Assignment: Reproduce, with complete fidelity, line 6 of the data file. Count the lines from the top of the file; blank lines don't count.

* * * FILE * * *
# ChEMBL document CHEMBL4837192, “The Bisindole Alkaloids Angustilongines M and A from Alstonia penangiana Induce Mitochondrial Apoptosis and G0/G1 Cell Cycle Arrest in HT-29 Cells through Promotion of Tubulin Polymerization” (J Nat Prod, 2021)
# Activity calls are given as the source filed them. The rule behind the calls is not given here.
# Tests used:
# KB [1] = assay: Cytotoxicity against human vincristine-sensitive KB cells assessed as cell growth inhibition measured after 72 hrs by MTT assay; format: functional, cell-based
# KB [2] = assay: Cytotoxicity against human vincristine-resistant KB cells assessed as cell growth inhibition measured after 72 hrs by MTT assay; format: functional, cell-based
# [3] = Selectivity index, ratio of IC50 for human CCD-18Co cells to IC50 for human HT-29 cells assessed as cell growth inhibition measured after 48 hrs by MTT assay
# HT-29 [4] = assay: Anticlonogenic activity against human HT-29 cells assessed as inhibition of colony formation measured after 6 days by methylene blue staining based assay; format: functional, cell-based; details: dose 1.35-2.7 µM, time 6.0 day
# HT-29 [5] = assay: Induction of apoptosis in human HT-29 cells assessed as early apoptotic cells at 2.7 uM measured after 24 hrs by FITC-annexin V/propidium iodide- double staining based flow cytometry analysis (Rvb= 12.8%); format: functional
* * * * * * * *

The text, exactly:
# [3] = Selectivity index, ratio of IC50 for human CCD-18Co cells to IC50 for human HT-29 cells assessed as cell growth inhibition measured after 48 hrs by MTT assay